NFL

How the Super Bowl became “super”

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And to think it was originally called the AFL-NFL Championship Game. Rolls right off the tongue, doesn’t it?

That was back in 1967, when the Green Bay Packers and Kansas City Chiefs faced off in what we now refer to as Super Bowl I. The Packers won, 35-10. The halftime show featured two college marching bands. And there were only 61,946 spectators in the stands, hardly a sell-out in the Los Angeles Coliseum.

It was the Chiefs’ owner, Lamar Hunt, who first used the term “Super Bowl.” He coined the name in 1966 during merger meetings between the AFL and NFL, inspired by his children’s favorite toy at the time, the Super Ball. In a letter to NFL commissioner Pete Rozelle, Hunt wrote, “I have kiddingly called it the ‘Super Bowl,’ which obviously can be improved upon.” It wasn’t, and today Super Bowl Sunday is part of the American vernacular. The game attracts more than 110 million TV viewers worldwide.

Hunt got it right with “super,” the Latin adverb and preposition that means “above, over, on the top of.” Probably seemed a bit grandiose for that first game in 1967, only to be further inflated – sorry – two years later with the inclusion of Roman numerals in the name. But in Super Bowl IIIJoe Willie Namath made good on his brash prediction that his Jets would beat the highly favored Colts, sprinkling pixie dust on the event and launching it toward its place today as an unofficial national holiday.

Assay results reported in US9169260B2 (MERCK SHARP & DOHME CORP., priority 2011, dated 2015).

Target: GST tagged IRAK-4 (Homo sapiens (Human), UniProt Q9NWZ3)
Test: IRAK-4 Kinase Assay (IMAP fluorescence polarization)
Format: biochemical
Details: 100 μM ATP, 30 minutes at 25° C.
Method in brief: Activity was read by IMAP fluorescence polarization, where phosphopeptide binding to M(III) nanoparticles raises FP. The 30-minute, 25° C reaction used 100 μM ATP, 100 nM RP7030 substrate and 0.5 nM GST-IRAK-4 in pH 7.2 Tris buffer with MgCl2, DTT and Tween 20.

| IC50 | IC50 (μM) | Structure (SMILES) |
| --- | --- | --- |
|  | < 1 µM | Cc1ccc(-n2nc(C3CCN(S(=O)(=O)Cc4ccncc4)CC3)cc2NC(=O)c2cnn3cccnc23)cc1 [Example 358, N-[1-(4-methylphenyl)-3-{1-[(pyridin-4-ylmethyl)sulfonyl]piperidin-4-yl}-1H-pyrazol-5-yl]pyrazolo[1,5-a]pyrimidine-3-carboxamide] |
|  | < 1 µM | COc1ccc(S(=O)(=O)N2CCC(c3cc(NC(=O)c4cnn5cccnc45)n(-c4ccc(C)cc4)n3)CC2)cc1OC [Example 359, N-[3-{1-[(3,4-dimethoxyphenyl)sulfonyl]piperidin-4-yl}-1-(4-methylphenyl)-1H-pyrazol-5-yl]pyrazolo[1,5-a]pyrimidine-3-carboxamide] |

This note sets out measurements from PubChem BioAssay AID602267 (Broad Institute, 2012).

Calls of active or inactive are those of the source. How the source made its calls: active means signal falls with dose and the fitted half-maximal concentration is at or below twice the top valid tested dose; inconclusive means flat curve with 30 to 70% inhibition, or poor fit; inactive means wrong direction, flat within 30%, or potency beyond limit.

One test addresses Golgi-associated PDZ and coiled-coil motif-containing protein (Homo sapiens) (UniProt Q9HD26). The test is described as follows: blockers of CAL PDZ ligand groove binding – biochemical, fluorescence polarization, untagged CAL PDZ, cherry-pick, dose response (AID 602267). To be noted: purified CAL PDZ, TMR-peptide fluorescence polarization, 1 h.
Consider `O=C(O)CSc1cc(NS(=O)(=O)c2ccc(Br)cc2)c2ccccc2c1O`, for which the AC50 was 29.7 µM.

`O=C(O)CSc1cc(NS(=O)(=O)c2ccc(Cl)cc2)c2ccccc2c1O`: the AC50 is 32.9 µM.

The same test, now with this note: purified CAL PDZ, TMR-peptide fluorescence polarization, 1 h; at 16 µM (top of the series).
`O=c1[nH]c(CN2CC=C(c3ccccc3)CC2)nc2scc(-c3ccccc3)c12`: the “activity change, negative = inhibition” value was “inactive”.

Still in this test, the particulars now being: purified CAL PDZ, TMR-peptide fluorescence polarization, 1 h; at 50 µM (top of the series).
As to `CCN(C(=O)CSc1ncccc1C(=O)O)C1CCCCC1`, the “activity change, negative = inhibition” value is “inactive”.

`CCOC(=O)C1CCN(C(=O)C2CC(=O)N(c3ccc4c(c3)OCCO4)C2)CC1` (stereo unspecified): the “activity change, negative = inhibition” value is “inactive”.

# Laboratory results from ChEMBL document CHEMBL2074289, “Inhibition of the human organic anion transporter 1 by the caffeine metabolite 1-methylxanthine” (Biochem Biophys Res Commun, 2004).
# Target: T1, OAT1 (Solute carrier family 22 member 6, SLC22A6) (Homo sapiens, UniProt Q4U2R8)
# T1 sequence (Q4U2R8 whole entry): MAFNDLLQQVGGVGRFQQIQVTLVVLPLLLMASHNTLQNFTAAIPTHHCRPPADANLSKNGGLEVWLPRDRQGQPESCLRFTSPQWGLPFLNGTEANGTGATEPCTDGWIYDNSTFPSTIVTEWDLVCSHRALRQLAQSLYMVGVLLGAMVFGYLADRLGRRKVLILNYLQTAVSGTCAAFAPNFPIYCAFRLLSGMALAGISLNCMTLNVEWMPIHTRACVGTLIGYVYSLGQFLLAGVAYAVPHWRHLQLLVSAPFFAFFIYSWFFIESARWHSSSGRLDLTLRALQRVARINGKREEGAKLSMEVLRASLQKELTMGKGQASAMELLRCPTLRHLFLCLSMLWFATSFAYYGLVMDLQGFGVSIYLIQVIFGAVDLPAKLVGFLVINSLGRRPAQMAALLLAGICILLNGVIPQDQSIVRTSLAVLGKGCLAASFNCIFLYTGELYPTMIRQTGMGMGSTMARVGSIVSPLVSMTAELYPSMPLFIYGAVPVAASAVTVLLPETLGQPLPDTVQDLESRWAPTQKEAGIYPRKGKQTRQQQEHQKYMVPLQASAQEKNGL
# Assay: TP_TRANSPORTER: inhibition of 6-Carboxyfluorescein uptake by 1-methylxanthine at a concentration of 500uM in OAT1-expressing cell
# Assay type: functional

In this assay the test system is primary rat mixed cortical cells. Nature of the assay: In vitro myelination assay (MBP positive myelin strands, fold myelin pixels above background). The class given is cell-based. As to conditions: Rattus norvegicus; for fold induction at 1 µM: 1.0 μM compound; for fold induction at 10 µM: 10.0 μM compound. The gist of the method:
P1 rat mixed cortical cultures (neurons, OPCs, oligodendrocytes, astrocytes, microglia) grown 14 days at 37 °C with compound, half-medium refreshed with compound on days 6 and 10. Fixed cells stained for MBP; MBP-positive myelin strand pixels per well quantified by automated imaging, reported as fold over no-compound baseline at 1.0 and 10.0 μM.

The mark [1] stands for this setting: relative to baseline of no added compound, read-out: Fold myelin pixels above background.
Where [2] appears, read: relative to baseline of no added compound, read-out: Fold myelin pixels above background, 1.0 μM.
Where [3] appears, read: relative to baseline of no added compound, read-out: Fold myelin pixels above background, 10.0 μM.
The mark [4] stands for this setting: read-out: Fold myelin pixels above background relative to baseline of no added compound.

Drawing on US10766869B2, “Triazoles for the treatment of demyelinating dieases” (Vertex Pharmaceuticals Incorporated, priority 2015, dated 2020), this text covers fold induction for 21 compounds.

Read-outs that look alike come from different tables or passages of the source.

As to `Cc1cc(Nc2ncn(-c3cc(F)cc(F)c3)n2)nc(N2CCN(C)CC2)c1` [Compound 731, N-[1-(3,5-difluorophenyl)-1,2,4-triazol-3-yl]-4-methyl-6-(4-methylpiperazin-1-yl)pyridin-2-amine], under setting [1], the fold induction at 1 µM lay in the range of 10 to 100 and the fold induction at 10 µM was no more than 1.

Enjoy the game – go Pats!

How The Super Bowl Became “Super”

And to think it was originally called the AFL-NFL World Championship Game. Rolls right off the tongue, doesn’t it?

That was back in 1967, when the Green Bay Packers and Kansas City Chiefs faced off in what we now refer to as Super Bowl I. The Packers won, 35-10. The halftime show featured two college marching bands. And there were only 61,946 spectators in the stands, hardly a sell-out in the Los Angeles Coliseum.

It was the Chiefs’ owner, Lamar Hunt, who first used the term “Super Bowl.” He coined the name in 1966 during merger meetings between the AFL and NFL. In a letter to NFL commissioner Pete Rozelle, Hunt wrote, “I have kiddingly called it the ‘Super Bowl,’ which obviously can be improved upon.” It wasn’t, and today Super Bowl Sunday is part of the American vernacular. The game attracts more than 100 million TV viewers worldwide.

Hunt got it right with “super,” the Latin adverb and preposition that means “above, over, on the top of.” Probably seemed a bit grandiose for that first game in 1967, only to be further inflated two years later with the introduction of Roman numerals in the name. But in Super Bowl IIIJoe Willie Namath made good on his brash prediction that his Jets would beat the highly favored Colts, sprinkling pixie dust on the event and launching it toward its place today as an unofficial national holiday.

Enjoy the game – go Pats!

In A Word: The Story Behind “Scrimmage”

Football has given us lots of weird, cool words. Take “scrimmage,” for example. During Saturday night’s Patriots-Broncos game, you’ll hear a lot about the “line of scrimmage,” the point at which each play starts. But there are actually two lines of scrimmage: the offensive line of scrimmage and the defensive line of scrimmage. These are the imaginary vertical planes at either tip of the football before it is put in play and parallel to each team’s end zone.